I begin with an anecdote. Today in class, a group of garçons were chatting away, heedless of the fact that I was trying to teach (well ok, in spite of this fact), so I stopped and asked them what was so interesting, what were they talking about. "Oh," one of them responded, "we were just talking about the economic crisis. C'est à cause des Américains." (It was caused by Americans). "Well, yeah. Sorry," I shrugged, matter of factly, after trying to make him repeat all of that in English.

Here, everything is blamed on America. (Naturally, I exaggerate, but bear with me). The economy (ok true), globalization (ie global uniformity), even bin Laden has begun targeting France because "the refusal of your president [Nicolas Sarkozy] to withdraw from Afghanistan is the result of his obedience of America." Bush was universally hated and luckily, Obama is just as universally worshipped (despite his problems at home). McDonald's is making the world fat and Sarah Palin is a psychopath. I paint a bleak picture here--but of course it's not as black and white as that. I'm not saying France hates the US--it's certainly more of a love-hate relationship, if anything. Mcdo (en francais: Mac-doe) is always crowded, wearing Nike (pronounced to rhyme with mike rather than nik-ee ) shoes or a North Face jacket is a sign of la classe, and of course, everyone loves American movies and prefers American series to French ones. We are often the butt of jokes, but hold a certain fascination for the French-especially for their President, Nicolas "Rockstar" Sarkozy.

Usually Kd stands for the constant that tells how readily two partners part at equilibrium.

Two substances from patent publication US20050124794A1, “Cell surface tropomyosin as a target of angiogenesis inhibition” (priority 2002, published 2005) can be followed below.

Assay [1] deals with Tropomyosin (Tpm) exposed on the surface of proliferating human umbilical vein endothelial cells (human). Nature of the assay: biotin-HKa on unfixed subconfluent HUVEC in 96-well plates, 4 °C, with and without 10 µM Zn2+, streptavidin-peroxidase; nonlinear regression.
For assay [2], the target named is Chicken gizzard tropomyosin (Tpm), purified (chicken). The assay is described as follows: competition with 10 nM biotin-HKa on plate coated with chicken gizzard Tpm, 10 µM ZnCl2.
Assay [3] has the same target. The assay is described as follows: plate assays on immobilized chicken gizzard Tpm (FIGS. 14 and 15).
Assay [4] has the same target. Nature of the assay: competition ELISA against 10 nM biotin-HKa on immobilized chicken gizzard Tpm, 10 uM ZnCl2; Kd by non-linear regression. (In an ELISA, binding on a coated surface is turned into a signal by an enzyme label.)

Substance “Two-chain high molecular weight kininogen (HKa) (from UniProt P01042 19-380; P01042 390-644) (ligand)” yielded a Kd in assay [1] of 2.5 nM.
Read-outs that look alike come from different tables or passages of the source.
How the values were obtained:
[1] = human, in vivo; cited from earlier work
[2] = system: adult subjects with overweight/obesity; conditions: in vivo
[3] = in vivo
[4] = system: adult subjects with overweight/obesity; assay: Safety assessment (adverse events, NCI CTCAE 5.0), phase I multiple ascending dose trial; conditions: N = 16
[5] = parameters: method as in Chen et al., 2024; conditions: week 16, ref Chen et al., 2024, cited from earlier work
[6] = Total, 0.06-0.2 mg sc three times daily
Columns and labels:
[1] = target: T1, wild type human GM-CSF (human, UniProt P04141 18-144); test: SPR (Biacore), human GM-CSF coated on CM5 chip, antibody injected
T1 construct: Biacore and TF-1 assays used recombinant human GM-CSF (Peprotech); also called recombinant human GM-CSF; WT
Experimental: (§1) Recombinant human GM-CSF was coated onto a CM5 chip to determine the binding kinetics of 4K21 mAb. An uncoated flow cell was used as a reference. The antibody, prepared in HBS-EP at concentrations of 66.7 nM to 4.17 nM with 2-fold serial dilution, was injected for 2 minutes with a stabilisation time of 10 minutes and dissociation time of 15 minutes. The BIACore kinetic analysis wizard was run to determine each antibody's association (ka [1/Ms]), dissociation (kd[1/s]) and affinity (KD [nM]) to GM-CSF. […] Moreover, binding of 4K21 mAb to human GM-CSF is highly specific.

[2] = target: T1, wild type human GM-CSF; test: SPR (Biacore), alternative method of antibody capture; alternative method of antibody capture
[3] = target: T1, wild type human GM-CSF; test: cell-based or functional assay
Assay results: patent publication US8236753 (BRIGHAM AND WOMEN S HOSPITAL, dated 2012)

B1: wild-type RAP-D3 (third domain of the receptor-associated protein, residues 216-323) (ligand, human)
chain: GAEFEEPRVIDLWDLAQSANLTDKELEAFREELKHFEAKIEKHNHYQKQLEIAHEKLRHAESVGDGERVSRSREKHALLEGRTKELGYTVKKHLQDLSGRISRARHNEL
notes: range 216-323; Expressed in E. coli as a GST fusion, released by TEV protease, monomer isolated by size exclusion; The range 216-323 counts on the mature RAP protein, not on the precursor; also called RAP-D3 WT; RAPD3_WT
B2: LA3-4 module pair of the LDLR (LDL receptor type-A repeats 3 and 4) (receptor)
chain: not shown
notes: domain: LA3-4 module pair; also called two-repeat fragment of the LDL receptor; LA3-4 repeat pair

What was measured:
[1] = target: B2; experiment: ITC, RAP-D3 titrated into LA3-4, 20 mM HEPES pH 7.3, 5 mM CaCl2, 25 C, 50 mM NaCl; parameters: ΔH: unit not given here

My students are fascinated by the fact that I not only come from the US, but from the ultimate dreamland, CALIFORNIA!! Naturally, I'm friends with moviestars and know how to surf--but oh yeah, Arnold Schwarzinegger is (now officially was) governor and Los Angeles is a hotbed of violence (though I explained that as long as you avoid Compton, you should be safe, at least from Trojans).

We've been allies since the beginning--France helped us win the Revolutionary War. Her rivalry with Britain outweighed ideological issues. Considering that France was still a monarchy at the time, it seems counterintuitive--and ultimately counterproductive given the outbreak of the French Revolution 8 years after the conclusion of our own--to support such a cause. This was simply the beginning of our complicated, but ultimately fruitful and generally friendly, relationship.